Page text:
DISCLAIMER: Despite the pseudo-inflammatory title (made ya look though!), I'm not posting this to start a flame war or anything. Simply attempting to broaden my horizons, understand where others are coming from, etc. Before you condemn me as an ignorant carnivore, be aware that I'm vegetarian, and can't imagine not being one.----------------------------------------------------------------------I was browsing another board, where a poster had written a post complaining about the hassles of being vegan. They had recently gone to Las Vegas, and had been relegated to eating lettuce, since the $2.95 buffets didn't provide many vegan options. This was apparently taken as a personal affront by the poster, who came across as sounding very self-centered and bratty.... "How DARE they not think of MY needs!".To me, this seems like a common theme when it comes to vegans and vegetarians. Before I became one, I had a very low opinion of vegetarians. They all seemed noisy, and often went out of their way to make sure you knew they didn't eat meat, and why. For example, having a regular conversation with someone, say, about your weekend. "Blah blah blah, what did you do this weekend, I went to a BBQ at a friend's house" (Veggie replies) "Oh, a BBQ. I'm a vegetarian". Bam, end of conversation, awkward silence.Why do people feel the need to tell everyone they meet about their dietary habits? Why can't they accept the consequences of *their own decision* to become a veg? Did the above poster really expect a Las Vegas buffet to cater to a vegan? If you decide you're not going to eat the overwhelming majority of readily available food, do you have a right to feel put out when you can't eat the overwhelming majority of readily available food? I just think it's interesting that I have *never* heard someone who is diabetic or lactose intolerant complain about what they can't eat. Perhaps the whiny veggies are just in it for the trendiness?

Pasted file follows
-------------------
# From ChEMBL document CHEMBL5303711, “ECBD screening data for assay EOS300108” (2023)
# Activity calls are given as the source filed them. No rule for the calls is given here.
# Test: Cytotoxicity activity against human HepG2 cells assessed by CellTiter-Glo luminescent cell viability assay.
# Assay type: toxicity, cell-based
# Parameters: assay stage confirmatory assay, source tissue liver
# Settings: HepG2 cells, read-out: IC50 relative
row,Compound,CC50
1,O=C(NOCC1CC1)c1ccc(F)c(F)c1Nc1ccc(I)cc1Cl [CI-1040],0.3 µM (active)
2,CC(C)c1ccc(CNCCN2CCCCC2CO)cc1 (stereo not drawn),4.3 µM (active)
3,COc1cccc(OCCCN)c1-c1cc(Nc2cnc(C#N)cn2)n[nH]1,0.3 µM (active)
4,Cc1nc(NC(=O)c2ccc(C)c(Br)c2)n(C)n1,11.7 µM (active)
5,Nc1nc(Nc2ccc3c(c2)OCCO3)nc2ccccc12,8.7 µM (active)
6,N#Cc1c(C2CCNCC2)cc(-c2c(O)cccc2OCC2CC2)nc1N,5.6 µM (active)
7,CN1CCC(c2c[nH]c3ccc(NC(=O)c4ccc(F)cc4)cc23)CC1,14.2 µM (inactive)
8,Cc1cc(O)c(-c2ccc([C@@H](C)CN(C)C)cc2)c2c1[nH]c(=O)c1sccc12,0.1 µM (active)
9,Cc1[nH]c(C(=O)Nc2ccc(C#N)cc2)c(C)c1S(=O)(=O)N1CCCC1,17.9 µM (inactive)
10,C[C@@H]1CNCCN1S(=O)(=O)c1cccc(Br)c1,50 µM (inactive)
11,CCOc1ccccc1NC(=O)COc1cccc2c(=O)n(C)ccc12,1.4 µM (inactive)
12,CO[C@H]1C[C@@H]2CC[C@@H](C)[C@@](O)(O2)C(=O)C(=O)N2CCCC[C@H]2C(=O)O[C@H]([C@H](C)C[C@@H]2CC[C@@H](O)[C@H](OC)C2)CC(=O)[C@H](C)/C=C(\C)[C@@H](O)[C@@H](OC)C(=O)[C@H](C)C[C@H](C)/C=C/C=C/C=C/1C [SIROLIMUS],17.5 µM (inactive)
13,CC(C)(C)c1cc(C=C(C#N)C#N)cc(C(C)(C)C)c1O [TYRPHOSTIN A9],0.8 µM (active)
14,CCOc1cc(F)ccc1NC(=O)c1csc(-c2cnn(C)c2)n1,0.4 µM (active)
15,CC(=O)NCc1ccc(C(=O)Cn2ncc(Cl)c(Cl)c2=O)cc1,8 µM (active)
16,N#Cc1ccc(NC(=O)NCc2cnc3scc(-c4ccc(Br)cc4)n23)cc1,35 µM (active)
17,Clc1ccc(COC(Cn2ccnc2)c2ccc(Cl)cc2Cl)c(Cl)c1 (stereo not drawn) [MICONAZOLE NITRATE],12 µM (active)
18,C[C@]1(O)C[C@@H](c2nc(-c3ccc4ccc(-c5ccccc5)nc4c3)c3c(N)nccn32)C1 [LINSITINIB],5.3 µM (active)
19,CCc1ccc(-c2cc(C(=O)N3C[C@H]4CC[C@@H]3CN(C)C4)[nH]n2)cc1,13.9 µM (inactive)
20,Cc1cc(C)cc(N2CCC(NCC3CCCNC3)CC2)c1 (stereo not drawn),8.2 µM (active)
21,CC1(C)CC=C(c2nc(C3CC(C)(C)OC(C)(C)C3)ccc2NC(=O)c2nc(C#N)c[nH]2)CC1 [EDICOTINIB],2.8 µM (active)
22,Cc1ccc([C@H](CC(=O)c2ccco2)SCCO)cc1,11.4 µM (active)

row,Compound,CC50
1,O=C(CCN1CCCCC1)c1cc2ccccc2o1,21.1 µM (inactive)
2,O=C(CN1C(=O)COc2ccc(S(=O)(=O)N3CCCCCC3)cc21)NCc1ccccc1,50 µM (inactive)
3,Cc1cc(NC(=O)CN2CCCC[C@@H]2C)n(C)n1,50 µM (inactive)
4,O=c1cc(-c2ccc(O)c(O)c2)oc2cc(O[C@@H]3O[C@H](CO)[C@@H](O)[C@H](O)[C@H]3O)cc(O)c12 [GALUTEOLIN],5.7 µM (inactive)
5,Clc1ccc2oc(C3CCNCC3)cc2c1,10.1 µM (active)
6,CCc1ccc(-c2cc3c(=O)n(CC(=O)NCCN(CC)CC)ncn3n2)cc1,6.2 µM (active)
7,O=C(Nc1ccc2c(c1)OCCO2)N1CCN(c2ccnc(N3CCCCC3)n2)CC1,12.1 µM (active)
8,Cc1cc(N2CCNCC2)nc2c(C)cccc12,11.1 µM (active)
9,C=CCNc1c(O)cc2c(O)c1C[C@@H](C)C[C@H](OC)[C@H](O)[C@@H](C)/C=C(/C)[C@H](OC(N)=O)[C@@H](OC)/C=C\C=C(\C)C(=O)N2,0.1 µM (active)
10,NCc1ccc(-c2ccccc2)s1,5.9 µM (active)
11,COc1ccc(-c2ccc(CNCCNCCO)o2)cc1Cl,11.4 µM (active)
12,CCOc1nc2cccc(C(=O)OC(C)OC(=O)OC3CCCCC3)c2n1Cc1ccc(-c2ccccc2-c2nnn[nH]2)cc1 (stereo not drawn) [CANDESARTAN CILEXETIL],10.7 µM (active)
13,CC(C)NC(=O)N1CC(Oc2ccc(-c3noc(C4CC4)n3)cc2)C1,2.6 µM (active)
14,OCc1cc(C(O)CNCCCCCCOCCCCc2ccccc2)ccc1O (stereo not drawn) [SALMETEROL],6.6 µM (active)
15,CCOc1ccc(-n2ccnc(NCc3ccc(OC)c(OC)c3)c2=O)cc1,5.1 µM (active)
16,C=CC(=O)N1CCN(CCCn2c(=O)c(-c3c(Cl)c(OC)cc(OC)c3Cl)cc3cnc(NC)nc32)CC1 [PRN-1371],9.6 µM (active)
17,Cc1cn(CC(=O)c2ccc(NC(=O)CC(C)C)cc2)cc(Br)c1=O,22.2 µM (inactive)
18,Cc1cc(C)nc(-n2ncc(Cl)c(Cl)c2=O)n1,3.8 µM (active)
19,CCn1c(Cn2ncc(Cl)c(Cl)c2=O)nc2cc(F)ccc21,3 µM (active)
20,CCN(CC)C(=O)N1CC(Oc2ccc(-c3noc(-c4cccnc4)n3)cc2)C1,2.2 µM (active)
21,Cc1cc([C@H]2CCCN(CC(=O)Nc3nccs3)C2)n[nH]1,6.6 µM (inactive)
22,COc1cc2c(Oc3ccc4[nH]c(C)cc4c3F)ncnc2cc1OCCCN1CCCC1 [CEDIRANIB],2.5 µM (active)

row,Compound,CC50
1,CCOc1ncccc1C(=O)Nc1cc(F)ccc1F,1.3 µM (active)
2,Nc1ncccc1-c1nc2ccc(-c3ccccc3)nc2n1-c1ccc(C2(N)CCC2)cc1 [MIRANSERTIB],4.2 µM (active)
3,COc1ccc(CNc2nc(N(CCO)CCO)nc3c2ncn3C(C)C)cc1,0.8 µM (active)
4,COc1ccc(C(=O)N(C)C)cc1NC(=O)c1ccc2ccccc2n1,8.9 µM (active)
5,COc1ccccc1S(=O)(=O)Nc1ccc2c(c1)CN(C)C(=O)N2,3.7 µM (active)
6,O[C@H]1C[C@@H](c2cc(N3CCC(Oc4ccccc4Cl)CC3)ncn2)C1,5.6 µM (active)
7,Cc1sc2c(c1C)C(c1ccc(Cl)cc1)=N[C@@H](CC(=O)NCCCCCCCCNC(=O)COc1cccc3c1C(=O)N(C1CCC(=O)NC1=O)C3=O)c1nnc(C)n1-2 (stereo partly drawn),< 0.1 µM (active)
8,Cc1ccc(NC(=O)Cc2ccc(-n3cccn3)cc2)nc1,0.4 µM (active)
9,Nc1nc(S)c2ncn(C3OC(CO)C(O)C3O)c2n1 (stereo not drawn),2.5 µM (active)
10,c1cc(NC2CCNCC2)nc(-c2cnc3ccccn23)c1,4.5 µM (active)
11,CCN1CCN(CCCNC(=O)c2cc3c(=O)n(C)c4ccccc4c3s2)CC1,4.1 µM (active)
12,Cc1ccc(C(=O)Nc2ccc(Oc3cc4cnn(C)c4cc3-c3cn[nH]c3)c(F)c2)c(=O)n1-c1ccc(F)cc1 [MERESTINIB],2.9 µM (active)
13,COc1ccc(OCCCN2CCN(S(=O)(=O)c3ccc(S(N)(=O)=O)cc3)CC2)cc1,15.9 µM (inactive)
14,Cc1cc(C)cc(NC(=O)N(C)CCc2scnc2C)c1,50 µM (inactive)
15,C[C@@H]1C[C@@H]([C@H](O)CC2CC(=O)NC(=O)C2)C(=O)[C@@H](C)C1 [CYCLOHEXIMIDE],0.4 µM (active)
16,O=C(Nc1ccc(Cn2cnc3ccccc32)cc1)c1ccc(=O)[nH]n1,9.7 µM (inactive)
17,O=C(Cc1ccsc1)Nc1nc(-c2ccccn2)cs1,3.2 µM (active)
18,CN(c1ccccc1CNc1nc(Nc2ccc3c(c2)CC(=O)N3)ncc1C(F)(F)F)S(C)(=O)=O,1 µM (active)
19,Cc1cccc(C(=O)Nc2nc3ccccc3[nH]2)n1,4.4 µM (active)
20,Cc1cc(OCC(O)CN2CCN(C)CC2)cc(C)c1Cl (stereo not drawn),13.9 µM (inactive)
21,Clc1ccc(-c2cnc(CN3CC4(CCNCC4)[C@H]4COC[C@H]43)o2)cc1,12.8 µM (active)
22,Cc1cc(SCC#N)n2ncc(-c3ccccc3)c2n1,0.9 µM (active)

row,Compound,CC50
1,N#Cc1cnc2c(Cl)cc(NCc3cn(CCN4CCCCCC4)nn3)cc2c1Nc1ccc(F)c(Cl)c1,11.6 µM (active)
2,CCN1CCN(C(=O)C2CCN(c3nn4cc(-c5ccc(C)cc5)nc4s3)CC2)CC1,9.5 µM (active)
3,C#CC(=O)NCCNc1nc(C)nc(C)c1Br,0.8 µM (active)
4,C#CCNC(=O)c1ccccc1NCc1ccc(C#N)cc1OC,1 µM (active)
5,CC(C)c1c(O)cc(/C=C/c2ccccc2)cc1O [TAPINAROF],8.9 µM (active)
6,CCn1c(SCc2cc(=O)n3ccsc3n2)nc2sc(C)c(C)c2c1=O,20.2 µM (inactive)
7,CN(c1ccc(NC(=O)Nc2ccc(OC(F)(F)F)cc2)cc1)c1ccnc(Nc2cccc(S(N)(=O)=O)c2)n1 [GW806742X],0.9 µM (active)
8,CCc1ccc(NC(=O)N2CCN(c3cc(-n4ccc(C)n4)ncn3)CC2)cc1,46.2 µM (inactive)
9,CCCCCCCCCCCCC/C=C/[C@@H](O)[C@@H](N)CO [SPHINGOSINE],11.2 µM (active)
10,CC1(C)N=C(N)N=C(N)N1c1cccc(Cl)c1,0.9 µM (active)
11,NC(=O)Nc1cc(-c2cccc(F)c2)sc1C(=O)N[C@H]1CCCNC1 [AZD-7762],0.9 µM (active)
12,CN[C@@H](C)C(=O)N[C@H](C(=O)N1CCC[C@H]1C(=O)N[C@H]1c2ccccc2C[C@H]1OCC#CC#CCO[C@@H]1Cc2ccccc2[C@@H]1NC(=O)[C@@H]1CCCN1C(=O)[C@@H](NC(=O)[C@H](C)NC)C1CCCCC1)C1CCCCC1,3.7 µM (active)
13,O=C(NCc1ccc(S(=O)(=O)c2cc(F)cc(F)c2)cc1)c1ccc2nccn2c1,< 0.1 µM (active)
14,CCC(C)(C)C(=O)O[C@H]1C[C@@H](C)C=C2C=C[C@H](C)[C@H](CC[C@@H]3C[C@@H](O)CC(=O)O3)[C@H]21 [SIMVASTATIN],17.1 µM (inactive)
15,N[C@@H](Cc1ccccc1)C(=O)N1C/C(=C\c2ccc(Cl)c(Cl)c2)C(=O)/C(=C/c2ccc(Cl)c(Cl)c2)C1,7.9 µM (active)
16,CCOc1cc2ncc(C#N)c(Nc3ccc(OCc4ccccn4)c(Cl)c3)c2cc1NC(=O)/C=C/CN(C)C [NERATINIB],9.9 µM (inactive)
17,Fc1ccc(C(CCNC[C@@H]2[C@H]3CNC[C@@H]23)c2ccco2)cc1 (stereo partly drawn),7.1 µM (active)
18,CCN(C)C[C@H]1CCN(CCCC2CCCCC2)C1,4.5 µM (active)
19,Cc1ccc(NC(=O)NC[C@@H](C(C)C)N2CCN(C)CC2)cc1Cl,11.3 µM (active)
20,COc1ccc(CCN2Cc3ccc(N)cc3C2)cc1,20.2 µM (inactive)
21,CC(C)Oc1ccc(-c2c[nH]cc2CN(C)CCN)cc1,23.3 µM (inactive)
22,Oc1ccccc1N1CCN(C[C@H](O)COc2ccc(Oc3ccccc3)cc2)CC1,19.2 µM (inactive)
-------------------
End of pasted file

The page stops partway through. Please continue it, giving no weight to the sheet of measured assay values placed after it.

I have *never* heard someone who is diabetic or lactose intolerant complain about what they can't eat. You've never met my uncle, then!I understand your point, though. And I think for every whiny veggie there are probably 10 not-whiny ones. You don't know, simply for that reason. I only make people aware of my needs when I'm in a circumstance that requires it or am asked. For instance, when my work team has meetings, we order out from a particular restaurant. I don't complain about the choices, but I made inquiries the first time to see if there was something suitable on the menu. If there hadn't been, I would've provided my own meal. The first time I ate dinner with my boss, we went to a place that serves relatively few vegan meals. I ordered nachos without cheese and sour cream, so he was interested and asked about it. When I go out with friends, they're solicitous to the point of being annoying. "But can you have anythign there? (no pause for me to answer) Well, where do you want to go?" I just tell them I'll find something on the menu if I can, and not to worry.Another time I went out with my boss and my two employees. It was the employees' first time meeting my boss. One of my employees is gay and made sure to work the conversation around to it. Afterwards my boss said "Isn't it interesting how people who live alternative lifestyles have to make sure everyone knows they do?" And so I thought, but I live an ostensibly different lifestyle and don't make much of a fuss about it.Let's see, at Christmas I was given a box of cookies from Mrs. Fields as was everyone else on my team. I didn't complain, I just shared them with my customers. The list goes on. I guess I just want to prove that I'm not a whiny veg*n. (c:And I'd bet for every whiny veggie there's an equal and opposite omni who loves to bait them. (c:Hugs,t.